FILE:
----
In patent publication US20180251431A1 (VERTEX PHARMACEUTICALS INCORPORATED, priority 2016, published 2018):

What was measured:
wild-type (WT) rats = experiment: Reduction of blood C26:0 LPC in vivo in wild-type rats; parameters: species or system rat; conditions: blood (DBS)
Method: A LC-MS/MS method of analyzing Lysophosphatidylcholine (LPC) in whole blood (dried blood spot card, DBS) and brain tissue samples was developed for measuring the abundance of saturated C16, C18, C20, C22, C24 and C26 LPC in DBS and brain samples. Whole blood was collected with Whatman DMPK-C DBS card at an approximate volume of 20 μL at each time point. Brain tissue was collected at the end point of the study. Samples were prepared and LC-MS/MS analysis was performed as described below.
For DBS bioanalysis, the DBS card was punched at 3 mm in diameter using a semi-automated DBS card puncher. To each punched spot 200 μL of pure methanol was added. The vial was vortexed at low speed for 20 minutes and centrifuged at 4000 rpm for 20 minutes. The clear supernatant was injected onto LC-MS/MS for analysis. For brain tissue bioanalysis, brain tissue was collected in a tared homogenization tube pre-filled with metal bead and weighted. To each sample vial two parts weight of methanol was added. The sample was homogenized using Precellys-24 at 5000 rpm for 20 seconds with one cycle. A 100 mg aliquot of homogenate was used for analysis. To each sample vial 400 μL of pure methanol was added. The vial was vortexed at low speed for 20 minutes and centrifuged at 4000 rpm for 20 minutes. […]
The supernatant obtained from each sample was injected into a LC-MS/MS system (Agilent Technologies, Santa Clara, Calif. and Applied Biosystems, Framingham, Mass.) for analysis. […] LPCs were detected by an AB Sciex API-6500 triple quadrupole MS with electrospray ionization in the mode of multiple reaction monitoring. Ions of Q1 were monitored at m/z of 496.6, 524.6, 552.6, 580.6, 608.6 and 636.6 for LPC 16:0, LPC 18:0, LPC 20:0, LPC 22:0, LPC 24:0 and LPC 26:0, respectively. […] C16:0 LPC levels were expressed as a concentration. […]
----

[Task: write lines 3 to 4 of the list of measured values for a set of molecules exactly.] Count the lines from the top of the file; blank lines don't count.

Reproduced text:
wild-type (WT) rats = experiment: Reduction of blood C26:0 LPC in vivo in wild-type rats; parameters: species or system rat; conditions: blood (DBS)
Method: A LC-MS/MS method of analyzing Lysophosphatidylcholine (LPC) in whole blood (dried blood spot card, DBS) and brain tissue samples was developed for measuring the abundance of saturated C16, C18, C20, C22, C24 and C26 LPC in DBS and brain samples. Whole blood was collected with Whatman DMPK-C DBS card at an approximate volume of 20 μL at each time point. Brain tissue was collected at the end point of the study. Samples were prepared and LC-MS/MS analysis was performed as described below.